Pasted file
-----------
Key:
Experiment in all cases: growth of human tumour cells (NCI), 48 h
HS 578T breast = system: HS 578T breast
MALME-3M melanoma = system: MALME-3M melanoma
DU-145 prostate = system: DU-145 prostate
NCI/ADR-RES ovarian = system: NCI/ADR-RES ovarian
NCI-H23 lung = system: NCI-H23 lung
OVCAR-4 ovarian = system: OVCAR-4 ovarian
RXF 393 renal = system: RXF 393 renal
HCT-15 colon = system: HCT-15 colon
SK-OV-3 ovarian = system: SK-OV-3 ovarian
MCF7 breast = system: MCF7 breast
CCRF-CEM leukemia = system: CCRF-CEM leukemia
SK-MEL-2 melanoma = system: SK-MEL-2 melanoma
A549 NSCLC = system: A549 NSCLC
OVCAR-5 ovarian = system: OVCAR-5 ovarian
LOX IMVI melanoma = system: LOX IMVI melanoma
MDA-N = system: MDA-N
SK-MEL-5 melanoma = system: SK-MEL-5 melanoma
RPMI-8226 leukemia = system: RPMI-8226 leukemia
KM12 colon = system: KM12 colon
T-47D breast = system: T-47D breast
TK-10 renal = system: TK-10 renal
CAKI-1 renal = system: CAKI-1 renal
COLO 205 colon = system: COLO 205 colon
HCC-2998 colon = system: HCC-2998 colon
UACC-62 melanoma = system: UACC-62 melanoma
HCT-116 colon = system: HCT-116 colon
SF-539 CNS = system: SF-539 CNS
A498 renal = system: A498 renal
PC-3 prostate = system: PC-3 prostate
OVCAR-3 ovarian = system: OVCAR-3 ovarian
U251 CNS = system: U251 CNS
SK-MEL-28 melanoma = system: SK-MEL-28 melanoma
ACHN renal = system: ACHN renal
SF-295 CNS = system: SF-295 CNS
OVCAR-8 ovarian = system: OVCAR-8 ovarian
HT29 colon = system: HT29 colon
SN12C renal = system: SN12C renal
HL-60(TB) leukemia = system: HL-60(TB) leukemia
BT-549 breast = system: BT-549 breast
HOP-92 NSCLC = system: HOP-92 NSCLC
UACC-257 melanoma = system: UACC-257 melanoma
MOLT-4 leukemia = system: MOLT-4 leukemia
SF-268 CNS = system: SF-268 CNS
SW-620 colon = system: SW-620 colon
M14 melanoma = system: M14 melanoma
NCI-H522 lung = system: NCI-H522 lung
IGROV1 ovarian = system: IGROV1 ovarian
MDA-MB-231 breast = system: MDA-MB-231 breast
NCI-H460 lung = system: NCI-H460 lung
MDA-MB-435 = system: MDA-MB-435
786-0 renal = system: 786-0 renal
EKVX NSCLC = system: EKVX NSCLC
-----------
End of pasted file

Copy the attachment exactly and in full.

Key:
Experiment in all cases: growth of human tumour cells (NCI), 48 h
HS 578T breast = system: HS 578T breast
MALME-3M melanoma = system: MALME-3M melanoma
DU-145 prostate = system: DU-145 prostate
NCI/ADR-RES ovarian = system: NCI/ADR-RES ovarian
NCI-H23 lung = system: NCI-H23 lung
OVCAR-4 ovarian = system: OVCAR-4 ovarian
RXF 393 renal = system: RXF 393 renal
HCT-15 colon = system: HCT-15 colon
SK-OV-3 ovarian = system: SK-OV-3 ovarian
MCF7 breast = system: MCF7 breast
CCRF-CEM leukemia = system: CCRF-CEM leukemia
SK-MEL-2 melanoma = system: SK-MEL-2 melanoma
A549 NSCLC = system: A549 NSCLC
OVCAR-5 ovarian = system: OVCAR-5 ovarian
LOX IMVI melanoma = system: LOX IMVI melanoma
MDA-N = system: MDA-N
SK-MEL-5 melanoma = system: SK-MEL-5 melanoma
RPMI-8226 leukemia = system: RPMI-8226 leukemia
KM12 colon = system: KM12 colon
T-47D breast = system: T-47D breast
TK-10 renal = system: TK-10 renal
CAKI-1 renal = system: CAKI-1 renal
COLO 205 colon = system: COLO 205 colon
HCC-2998 colon = system: HCC-2998 colon
UACC-62 melanoma = system: UACC-62 melanoma
HCT-116 colon = system: HCT-116 colon
SF-539 CNS = system: SF-539 CNS
A498 renal = system: A498 renal
PC-3 prostate = system: PC-3 prostate
OVCAR-3 ovarian = system: OVCAR-3 ovarian
U251 CNS = system: U251 CNS
SK-MEL-28 melanoma = system: SK-MEL-28 melanoma
ACHN renal = system: ACHN renal
SF-295 CNS = system: SF-295 CNS
OVCAR-8 ovarian = system: OVCAR-8 ovarian
HT29 colon = system: HT29 colon
SN12C renal = system: SN12C renal
HL-60(TB) leukemia = system: HL-60(TB) leukemia
BT-549 breast = system: BT-549 breast
HOP-92 NSCLC = system: HOP-92 NSCLC
UACC-257 melanoma = system: UACC-257 melanoma
MOLT-4 leukemia = system: MOLT-4 leukemia
SF-268 CNS = system: SF-268 CNS
SW-620 colon = system: SW-620 colon
M14 melanoma = system: M14 melanoma
NCI-H522 lung = system: NCI-H522 lung
IGROV1 ovarian = system: IGROV1 ovarian
MDA-MB-231 breast = system: MDA-MB-231 breast
NCI-H460 lung = system: NCI-H460 lung
MDA-MB-435 = system: MDA-MB-435
786-0 renal = system: 786-0 renal
EKVX NSCLC = system: EKVX NSCLC